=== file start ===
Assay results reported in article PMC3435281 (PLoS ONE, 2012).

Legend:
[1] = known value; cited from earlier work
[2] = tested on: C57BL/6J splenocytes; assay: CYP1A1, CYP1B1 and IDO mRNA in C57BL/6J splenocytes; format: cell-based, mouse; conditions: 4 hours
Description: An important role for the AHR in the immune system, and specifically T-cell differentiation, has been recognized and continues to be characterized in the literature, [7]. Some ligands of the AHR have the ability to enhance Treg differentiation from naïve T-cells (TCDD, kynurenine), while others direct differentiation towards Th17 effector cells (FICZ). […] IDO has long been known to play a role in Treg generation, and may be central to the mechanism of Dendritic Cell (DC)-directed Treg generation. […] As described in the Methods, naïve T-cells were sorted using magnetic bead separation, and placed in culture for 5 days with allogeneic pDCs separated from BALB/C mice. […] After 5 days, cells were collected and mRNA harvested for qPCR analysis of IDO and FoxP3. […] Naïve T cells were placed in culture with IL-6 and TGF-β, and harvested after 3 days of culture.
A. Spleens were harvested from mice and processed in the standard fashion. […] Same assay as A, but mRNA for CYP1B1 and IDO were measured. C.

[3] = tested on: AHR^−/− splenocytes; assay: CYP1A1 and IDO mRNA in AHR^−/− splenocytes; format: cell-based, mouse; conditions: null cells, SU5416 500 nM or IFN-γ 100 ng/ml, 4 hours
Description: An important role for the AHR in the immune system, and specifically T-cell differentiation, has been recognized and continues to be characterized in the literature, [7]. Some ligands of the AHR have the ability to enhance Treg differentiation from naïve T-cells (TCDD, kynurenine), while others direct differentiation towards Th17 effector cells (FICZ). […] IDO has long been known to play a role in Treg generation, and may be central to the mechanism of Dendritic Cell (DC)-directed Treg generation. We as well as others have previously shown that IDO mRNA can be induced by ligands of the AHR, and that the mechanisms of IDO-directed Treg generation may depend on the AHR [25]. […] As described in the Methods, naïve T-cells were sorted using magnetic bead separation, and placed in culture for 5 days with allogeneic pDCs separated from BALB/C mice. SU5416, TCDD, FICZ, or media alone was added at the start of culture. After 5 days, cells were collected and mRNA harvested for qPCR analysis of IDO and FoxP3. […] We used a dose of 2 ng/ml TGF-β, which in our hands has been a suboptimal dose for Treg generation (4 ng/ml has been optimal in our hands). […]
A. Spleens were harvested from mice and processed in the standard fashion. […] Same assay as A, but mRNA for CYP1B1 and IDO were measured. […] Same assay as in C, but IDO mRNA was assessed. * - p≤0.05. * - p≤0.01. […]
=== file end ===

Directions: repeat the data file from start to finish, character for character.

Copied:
Assay results reported in article PMC3435281 (PLoS ONE, 2012).

Legend:
[1] = known value; cited from earlier work
[2] = tested on: C57BL/6J splenocytes; assay: CYP1A1, CYP1B1 and IDO mRNA in C57BL/6J splenocytes; format: cell-based, mouse; conditions: 4 hours
Description: An important role for the AHR in the immune system, and specifically T-cell differentiation, has been recognized and continues to be characterized in the literature, [7]. Some ligands of the AHR have the ability to enhance Treg differentiation from naïve T-cells (TCDD, kynurenine), while others direct differentiation towards Th17 effector cells (FICZ). […] IDO has long been known to play a role in Treg generation, and may be central to the mechanism of Dendritic Cell (DC)-directed Treg generation. […] As described in the Methods, naïve T-cells were sorted using magnetic bead separation, and placed in culture for 5 days with allogeneic pDCs separated from BALB/C mice. […] After 5 days, cells were collected and mRNA harvested for qPCR analysis of IDO and FoxP3. […] Naïve T cells were placed in culture with IL-6 and TGF-β, and harvested after 3 days of culture.
A. Spleens were harvested from mice and processed in the standard fashion. […] Same assay as A, but mRNA for CYP1B1 and IDO were measured. C.

[3] = tested on: AHR^−/− splenocytes; assay: CYP1A1 and IDO mRNA in AHR^−/− splenocytes; format: cell-based, mouse; conditions: null cells, SU5416 500 nM or IFN-γ 100 ng/ml, 4 hours
Description: An important role for the AHR in the immune system, and specifically T-cell differentiation, has been recognized and continues to be characterized in the literature, [7]. Some ligands of the AHR have the ability to enhance Treg differentiation from naïve T-cells (TCDD, kynurenine), while others direct differentiation towards Th17 effector cells (FICZ). […] IDO has long been known to play a role in Treg generation, and may be central to the mechanism of Dendritic Cell (DC)-directed Treg generation. We as well as others have previously shown that IDO mRNA can be induced by ligands of the AHR, and that the mechanisms of IDO-directed Treg generation may depend on the AHR [25]. […] As described in the Methods, naïve T-cells were sorted using magnetic bead separation, and placed in culture for 5 days with allogeneic pDCs separated from BALB/C mice. SU5416, TCDD, FICZ, or media alone was added at the start of culture. After 5 days, cells were collected and mRNA harvested for qPCR analysis of IDO and FoxP3. […] We used a dose of 2 ng/ml TGF-β, which in our hands has been a suboptimal dose for Treg generation (4 ng/ml has been optimal in our hands). […]
A. Spleens were harvested from mice and processed in the standard fashion. […] Same assay as A, but mRNA for CYP1B1 and IDO were measured. […] Same assay as in C, but IDO mRNA was assessed. * - p≤0.05. * - p≤0.01. […]